Both Toro Rosso drivers lacked speed on the straight and were easily passed by their rivals. By the time the chequered flag fell the STR10 drivers had fallen far below their impressive third row starting positions.
Meanwhile the Lotus pair went on the attack from row six. Aided by the advantage of being the first cars allowed to start the race on fresh tyres, Mercedes power meant they had the Renault-propelled Toro Rossos and Red Bulls largely outgunned in the DRS zone.
Both E22 pilots had spotty races, however. Romain Grosjean went off at turn one early on and regained the track just as his team mate was passing by. Pastor Maldonado, showing his usual standard of spatial awareness, squeezed his team mate to the inside of turn three, making passing contact.
Grosjean’s car was unscathed but the jolt weakened Maldonado’s right-hand rear wing end plate, which subsequently failed. It was removed on his first visit to the pits, but the loss of time and performance eventually led the team to withdraw him from the race. It was something of a surprise the stewards did not show the car the black and orange flag to order to the team address the fault sooner, as a failure at speed could have caused a huge crash.
Following the brush with his team mate Grosjean recovered one place from Carlos Sainz Jnr, and despite losing fourth gear in the latter stages he managed to bring the car home in eighth place.
Sainz and Kvyat trade paint
Rumours have linked Bottas to a move to Ferrari in the near future and on the strength of the last two races it’s not hard to see why. In Bahrain he held Vettel back to take fourth, and in Spain he beat the other Ferrari despite Raikkonen spending the last ten laps all over the back of the Williams.
Massa came in some 20 seconds further back in fifth, while Daniel Ricciardo’s run to sixth was even lonelier.
The Red Bull driver at least made it to the end of the race, as did all of the other Renault-powered runners. The engine manufacturer used more conservative settings for this race in a bid to get a handle on its reliability problems.
However two of its drivers nearly eliminated themselves on the final tour, as Daniil Kvyat and Sainz made contact on the run to turn one. Sainz ran wide and rejoined the track ahead of his Red Bull stablemate in ninth place, and the stewards cleared both drivers of any transgression.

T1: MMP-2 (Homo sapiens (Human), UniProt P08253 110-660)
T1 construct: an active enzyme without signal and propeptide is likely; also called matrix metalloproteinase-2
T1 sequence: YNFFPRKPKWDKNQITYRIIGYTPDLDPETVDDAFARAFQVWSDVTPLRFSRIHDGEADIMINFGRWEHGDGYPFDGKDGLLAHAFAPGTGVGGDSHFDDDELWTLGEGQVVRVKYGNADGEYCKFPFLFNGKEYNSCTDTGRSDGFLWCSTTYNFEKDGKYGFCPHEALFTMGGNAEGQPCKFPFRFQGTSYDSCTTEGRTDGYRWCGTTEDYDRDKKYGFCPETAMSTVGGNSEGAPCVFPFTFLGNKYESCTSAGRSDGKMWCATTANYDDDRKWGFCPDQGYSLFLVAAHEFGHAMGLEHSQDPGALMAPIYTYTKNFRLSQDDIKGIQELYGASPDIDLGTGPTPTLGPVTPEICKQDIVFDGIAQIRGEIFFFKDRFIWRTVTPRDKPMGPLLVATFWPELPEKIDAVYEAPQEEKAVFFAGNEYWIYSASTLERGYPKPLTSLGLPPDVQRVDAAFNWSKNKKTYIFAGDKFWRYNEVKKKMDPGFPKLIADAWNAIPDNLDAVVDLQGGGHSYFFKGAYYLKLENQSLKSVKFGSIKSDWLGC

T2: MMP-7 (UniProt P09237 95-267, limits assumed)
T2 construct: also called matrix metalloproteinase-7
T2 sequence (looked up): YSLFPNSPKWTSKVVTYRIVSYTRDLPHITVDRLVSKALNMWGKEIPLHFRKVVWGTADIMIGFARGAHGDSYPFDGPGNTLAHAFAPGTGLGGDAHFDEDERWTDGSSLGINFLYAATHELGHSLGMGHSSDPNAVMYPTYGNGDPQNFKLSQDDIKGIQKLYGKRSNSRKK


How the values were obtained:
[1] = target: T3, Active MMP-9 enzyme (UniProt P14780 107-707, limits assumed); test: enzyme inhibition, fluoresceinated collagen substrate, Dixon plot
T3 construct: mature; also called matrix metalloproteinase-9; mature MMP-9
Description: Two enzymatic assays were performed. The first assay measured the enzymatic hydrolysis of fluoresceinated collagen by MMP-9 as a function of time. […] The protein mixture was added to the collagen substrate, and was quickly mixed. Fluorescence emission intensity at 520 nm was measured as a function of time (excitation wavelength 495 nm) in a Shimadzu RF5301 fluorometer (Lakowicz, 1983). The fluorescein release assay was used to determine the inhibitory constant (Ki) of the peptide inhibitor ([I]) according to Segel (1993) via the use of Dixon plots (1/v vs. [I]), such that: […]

Max Verstappen missed out on a point by little more than a second. The next car home was Felipe Nasr, who had irritated his Sauber team mate Marcus Ericsson by briefly holding him up in the middle of the race.
Having got both cars into Q2 for the first time this year, McLaren’s hope of collecting their first points were dashed as Jenson Button struggled with dire handling problems and Fernando Alonso suffered a brake failure which gave his team a fright when he entered the pits unable to stop. This wasn’t the only pit lane drama during the race – Grosjean sent his front jack man flying when he skidded on a slippery pit box.
Rosberg fires a warning shot
The 2015 Spanish Grand Prix was not one for the ages. But it may have added a shot of life to the drivers’ championship as Rosberg has now moved within striking distance of his team mate in the points standings.
Outwardly, Hamilton appeared unruffled by his disappointing weekend. “I’m just going to do what I did in the previous times,” he said. “This is just a hiccup, I guess, this weekend.”
The combination of a sub-par qualifying performance and a poor start had put paid to his hopes of racing Rosberg and left him stuck behind Vettel. “Unfortunately, this track isn’t very good for overtaking,” he summed up.
“Actually it’s the worst for overtaking,” he added, perhaps forgetting that the world championship heads to the tight confines of Monaco next. Another Rosberg pole and win there – as we’ve seen in the last two years – would really give Hamilton something to think about.